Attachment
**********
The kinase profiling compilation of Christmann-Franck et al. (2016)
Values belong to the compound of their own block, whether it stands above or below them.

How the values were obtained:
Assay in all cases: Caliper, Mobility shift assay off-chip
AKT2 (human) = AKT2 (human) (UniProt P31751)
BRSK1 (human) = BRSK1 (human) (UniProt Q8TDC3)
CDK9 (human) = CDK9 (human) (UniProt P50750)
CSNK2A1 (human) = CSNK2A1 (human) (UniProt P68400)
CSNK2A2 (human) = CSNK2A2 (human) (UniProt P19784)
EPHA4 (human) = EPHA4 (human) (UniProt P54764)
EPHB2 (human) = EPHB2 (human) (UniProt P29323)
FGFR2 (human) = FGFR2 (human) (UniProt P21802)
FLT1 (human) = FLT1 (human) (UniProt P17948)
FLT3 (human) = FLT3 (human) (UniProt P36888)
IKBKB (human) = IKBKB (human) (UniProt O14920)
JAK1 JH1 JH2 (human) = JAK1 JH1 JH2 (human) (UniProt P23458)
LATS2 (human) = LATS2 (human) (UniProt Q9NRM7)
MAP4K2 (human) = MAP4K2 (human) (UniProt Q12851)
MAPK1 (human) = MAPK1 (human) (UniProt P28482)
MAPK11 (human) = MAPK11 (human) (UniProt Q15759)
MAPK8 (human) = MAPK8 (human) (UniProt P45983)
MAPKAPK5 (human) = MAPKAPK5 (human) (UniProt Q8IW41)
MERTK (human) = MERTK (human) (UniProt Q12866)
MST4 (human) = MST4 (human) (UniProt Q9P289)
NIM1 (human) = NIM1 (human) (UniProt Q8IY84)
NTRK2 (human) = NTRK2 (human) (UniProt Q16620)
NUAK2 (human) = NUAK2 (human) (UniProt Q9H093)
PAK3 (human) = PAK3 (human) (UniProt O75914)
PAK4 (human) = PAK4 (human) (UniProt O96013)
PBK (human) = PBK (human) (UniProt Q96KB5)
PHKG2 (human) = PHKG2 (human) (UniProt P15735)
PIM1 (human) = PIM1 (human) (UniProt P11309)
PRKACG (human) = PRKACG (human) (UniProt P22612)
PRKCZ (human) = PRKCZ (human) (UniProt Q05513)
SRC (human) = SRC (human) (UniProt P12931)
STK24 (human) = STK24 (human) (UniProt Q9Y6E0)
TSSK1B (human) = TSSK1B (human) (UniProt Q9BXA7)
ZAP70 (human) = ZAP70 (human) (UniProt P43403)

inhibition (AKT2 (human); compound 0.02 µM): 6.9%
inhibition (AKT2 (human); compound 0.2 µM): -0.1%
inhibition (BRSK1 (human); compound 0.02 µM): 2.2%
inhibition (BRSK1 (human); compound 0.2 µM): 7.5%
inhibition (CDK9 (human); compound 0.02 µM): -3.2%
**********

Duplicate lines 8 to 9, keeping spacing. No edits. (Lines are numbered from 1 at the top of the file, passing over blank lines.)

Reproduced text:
CSNK2A1 (human) = CSNK2A1 (human) (UniProt P68400)
CSNK2A2 (human) = CSNK2A2 (human) (UniProt P19784)